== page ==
Bus Company Fails at Racial Divide and Conquer

St. Louis bus union ATU Local 788 fought back against race-baiting by the transit authorities by leafleting riders, picketing, and placing ads like this one. Today they're voting on a tentative agreement; tomorrow they're rallying in front of the employer's headquarters. Source: ATU Local 788.

Update: Members approved the contract in a Thursday vote.

Bus workers in Amalgamated Transit Union Local 788 are celebrating a tentative agreement after they called management on outrageous racism.

The workers, who serve St. Louis, including Ferguson, have been trying for over three years to get a new contract with Metro, the bi-state agency that runs the buses. The union said the new contract preserves workers’ defined benefit pension plan, increases wages, and improves health care coverage.

Members are voting today.

Part of the reason the contract took so long, said ATU President Larry Hanley before the agreement, was that “the company is populated by racial arsonists.

“They have economic goals for the agency, and the linchpin of economic goals these days is to strip the workers of pensions and wages,” Hanley explained in early September. “The method that the agency has chosen to use is to separate workers by race and category.”


Most of the drivers are Black, and most of the mechanics are white. So “officials of the agency have been privately negotiating with the mechanics to get them to leave the ATU, telling them they can get them more,” said Hanley. “In other words, ‘If you aren’t part of that Black bus drivers union, we’re going to take care of you.’”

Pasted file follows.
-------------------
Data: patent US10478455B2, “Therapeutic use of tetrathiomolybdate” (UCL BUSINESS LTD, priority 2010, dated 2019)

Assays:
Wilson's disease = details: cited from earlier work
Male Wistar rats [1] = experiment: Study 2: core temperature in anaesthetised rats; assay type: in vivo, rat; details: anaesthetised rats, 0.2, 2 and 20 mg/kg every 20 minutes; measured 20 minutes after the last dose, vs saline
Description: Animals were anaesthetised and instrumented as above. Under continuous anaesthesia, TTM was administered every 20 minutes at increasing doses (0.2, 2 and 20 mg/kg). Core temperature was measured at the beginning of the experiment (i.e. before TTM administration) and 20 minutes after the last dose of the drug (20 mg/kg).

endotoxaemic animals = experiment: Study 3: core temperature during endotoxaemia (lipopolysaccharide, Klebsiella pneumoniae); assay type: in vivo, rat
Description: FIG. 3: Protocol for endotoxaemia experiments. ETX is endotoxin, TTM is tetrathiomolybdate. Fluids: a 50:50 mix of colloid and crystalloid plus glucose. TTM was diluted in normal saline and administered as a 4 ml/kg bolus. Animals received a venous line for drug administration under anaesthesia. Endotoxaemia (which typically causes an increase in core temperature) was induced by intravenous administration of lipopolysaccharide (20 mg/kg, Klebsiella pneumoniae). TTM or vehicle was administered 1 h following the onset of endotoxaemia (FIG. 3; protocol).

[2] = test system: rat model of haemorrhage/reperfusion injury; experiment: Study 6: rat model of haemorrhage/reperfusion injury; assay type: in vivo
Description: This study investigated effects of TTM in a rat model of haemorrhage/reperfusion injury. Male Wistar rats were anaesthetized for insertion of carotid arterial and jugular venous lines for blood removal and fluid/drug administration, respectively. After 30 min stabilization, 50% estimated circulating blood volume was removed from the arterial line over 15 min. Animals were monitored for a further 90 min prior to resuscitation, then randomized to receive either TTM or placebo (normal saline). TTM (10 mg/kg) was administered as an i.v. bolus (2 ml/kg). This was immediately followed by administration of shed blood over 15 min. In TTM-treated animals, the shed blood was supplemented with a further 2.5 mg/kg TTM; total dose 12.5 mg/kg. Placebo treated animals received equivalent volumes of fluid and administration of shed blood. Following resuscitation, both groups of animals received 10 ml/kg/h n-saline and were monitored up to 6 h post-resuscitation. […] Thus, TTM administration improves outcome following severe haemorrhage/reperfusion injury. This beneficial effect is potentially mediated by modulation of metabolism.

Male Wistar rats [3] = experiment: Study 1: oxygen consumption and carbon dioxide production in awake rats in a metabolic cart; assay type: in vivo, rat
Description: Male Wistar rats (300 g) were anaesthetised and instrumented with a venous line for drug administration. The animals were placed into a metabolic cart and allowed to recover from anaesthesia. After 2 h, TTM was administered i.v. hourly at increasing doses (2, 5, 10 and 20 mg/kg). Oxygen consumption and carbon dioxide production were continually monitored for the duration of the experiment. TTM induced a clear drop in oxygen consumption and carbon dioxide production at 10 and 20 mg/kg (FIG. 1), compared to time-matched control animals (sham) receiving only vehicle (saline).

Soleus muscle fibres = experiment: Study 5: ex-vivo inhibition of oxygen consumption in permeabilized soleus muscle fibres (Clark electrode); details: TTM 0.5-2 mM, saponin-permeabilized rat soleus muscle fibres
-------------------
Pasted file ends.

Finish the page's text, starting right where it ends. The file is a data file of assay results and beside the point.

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The real motive, of course, was to separate workers into smaller groups so they wouldn’t have the power to stand up to management’s cuts. But management’s strategy was failing, so they stepped it up.

In July management came into bargaining, “and they say, ‘We have a gift for the bargaining committee,’ and they hand each one of them the recipe for Oreo cookies,” recalled Hanley.

The union responded with demonstrations, radio spots, and newspaper ads. When workers leafleted riders at transit centers, Metro tried to ban their leafleting on employer property. Members turned up the heat by demonstrating at the residence of Metro’s CEO, John Nations.


“Securing the agreement is a victory, but it doesn’t resolve the pain and outrage that the Oreo incident caused. This issue must be addressed,” said Local President Mike Breihan. The union has asked Missouri Governor Jay Nixon and Illinois Governor Pat Quinn to remove Nations as head of the bi-state agency.

“After all our community has been through in the last month, we will not accept behavior like this,” Breihan said. “We will be calling on the Metro Board and elected officials to address this immediately.” The local is holding a "Rally for Respect" outside Metro headquarters on Friday.

The agency is covered under federal transit law, not the NLRA, so there’s nowhere to file an unfair labor practice. “If there were, we would have had a pile of charges, based on their behavior,” said Hanley.

Jenny Brown was a co-editor of Labor Notes.jenny@labornotes.org